Last night was Passover leftover dinner, or as I like to say "over-over" night. Religious holidays are always eclectic in our house: latkes on Christmas Eve, chalices hanging on the tree, windows instead of doors left open for the prophet (because one year our dog kept going in and out - I refused to give her the wine but we called her Elijah for a week.)
This year's Passover was one for the books. The mistakes in our seder are too numerous to mention. My Hebrew gets worse by the year, and the meal itself was not one of my finest efforts, but I found this to be a memorable Passover in spite of our failings and "over-over" was equally successful.
The preparation began when Little Man came home from Sunday school talking about Passover, proudly waving his "placemat" (a drawing of a Seder plate) and asking for haroset. By the time the observance came around we had told him "scary stories" about burning bushes, mean pharoahs, and frog plagues. He requested a dragon plague and I obliged, but let him know that it was our "special plague" and he agreed not to publicize it in Sunday school. Every morning he asked for Passover food.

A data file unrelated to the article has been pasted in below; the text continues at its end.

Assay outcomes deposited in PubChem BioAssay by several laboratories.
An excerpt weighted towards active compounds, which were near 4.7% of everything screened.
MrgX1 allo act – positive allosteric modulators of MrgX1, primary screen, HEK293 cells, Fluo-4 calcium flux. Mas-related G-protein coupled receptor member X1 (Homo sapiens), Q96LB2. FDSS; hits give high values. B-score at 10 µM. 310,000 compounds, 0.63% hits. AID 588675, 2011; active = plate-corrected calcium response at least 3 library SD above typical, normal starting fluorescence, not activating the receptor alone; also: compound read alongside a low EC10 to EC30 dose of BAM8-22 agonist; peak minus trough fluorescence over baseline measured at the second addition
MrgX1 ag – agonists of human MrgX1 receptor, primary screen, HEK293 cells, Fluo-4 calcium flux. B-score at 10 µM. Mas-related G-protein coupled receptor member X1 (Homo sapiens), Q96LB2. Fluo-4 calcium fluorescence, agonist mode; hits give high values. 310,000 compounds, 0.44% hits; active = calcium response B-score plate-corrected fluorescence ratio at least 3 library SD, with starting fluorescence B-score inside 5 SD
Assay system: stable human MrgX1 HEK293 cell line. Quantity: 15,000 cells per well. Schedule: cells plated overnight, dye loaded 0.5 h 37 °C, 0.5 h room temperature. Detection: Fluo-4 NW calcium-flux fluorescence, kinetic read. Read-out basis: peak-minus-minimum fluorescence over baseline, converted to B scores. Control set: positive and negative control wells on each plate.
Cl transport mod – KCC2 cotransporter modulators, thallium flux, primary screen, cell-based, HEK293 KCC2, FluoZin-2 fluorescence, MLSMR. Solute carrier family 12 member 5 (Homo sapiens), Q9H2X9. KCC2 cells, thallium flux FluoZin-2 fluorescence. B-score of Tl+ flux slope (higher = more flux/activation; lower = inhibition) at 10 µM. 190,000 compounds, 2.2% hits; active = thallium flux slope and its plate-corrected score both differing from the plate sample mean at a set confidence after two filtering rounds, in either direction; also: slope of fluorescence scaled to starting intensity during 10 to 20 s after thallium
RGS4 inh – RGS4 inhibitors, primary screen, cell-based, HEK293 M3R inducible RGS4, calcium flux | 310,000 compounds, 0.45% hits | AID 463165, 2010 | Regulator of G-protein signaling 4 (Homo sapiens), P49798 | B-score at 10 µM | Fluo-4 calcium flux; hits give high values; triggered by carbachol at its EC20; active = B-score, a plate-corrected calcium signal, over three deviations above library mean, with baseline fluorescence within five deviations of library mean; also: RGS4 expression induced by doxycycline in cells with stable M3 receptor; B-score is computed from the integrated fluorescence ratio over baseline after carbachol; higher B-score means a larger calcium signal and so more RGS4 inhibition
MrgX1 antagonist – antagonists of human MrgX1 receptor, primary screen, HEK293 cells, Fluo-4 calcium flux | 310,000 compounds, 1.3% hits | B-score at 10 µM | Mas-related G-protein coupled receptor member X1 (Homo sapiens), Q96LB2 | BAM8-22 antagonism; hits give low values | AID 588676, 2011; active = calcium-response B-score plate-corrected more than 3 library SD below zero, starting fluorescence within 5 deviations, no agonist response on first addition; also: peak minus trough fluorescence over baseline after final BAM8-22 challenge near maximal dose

Highlights of the meals included: a few words of Hebrew out of me that raised eyebrows and brought on giggles; both children simultaneously rolling their heads back and closing their eyes in mealtime bliss; and no cups spilling either night. But what made the Passover observance a true holiday in spite of mangled language skills and convoluted story-telling was that both children ended the meal in tears and had to be gently but firmly escorted to their beds, whereas "over-over" ended uneventfully. Parents of all religious definitions know that hysteria is the defining moment of a holy day.